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Nassau lawmakers rip commish on lab problems

Legis. Peter J. Schmitt of Massapequa, the Republican

Legis. Peter J. Schmitt of Massapequa, the Republican presiding officer of the legislature, is "somewhat unhappy," according to an aide, about county officials' refusal to testify at a Budget Review Committee hearing on Nassau County's budget. (Dec. 15, 2010) Photo Credit: Howard Schnapp

Nassau legislators strongly criticized Police Commissioner Lawrence Mulvey Wednesday at a special meeting of the Public Safety Committee, telling him he let them down when he was caught unaware last week about long-standing problems in the department's crime laboratory.

"This I see as a crisis of confidence in you, Commissioner," presiding officer Peter Schmitt (R-Massapequa) said. "It is a failure."

At a hearing lasting more than three hours, Mulvey and Nassau District Attorney Kathleen Rice's chief assistant, Albert Teichman, both said they had no knowledge of problems at the crime lab before they were told Dec. 6 that the lab had been placed on probation - its second time on probation since 2006.

"I had no clue that we were on probation and off probation before my taking office," said Mulvey, who was appointed in July 2007 by then-County Executive Thomas Suozzi.

The hearing came more than a week after a national lab accrediting agency informed the Nassau County Police Department that the crime lab is on probation, the only one of nearly 400 labs in the country to have that status. The move was triggered by a November inspection that found 25 failures of "essential" or "important" protocols.

Lapses at the lab could call into question evidence used to prosecute people in past and current criminal cases, and could lead to a flurry of legal motions seeking to dismiss cases or overturn convictions. At least one such motion already has been filed in Nassau County Court.

Mulvey and County Executive Edward Mangano have announced several proposed fixes for the lab. They reassigned the lab's director, Det. Lt. James Granelle, and formed a committee of department heads and prosecutors to address the problems. They also put county medical examiner Pasquale Buffolino in charge of the lab's operations and hired an independent consultant, Peter Pizzola, to oversee its overhaul.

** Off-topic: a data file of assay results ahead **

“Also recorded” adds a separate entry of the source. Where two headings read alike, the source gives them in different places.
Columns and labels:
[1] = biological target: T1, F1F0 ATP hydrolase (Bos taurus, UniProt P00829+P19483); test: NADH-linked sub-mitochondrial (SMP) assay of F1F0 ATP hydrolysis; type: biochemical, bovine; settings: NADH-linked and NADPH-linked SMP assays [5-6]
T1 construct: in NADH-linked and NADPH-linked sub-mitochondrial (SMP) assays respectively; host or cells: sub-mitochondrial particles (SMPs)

Mulvey said major turnover in top police department positions in recent years meant that he doesn't know who was aware of the lab's first probation in 2006 and what was done about it. He said communications and reports from the accrediting agencies that oversee the lab went straight to Granelle. He and Rice were not copied, he said.

Legis. Dennis Dunne (R-Levittown), chairman of the Public Safety Committee, asked Granelle to appear Wednesday to answer questions. But Gary Learned, president of the Superior Officers Association, said the union's lawyer had told Granelle not to appear, and the committee will have to subpoena Granelle if they want him to answer questions.

The committee had not decided whether to subpoena Granelle.

Legis. David Denenberg (D-Merrick) said lapses at the lab could cause far-reaching problems for the district attorney.

"If we don't ensure that those procedures are followed, we risk all the prosecutions we have," he said.

Teichman said the district attorney's office is "extremely upset" that it was kept in the dark about problems at the lab that are depended upon in testing evidence in criminal cases.

"This is a crisis of no small proportion," he said. He said the office doesn't know yet how much evidence will need to be retested or how many old cases will be appealed based on problems at the lab. But he said the number could be considerable.

Teichman expressed dismay at Tuesday's announcement that the county is hiring Pizzola. He said the announcement came before the committee that was formed to address the lab's problems was done vetting candidates.

Committee members had just interviewed Pizzola on Tuesday - the same day his hiring was announced at a news conference - and had not yet checked his references, he said.

Schmitt said he doesn't even want to think about what the county's liability may be if it turns out that mistakes at the lab led to false convictions or imprisonments.

"I'm not even going down that road," he said.

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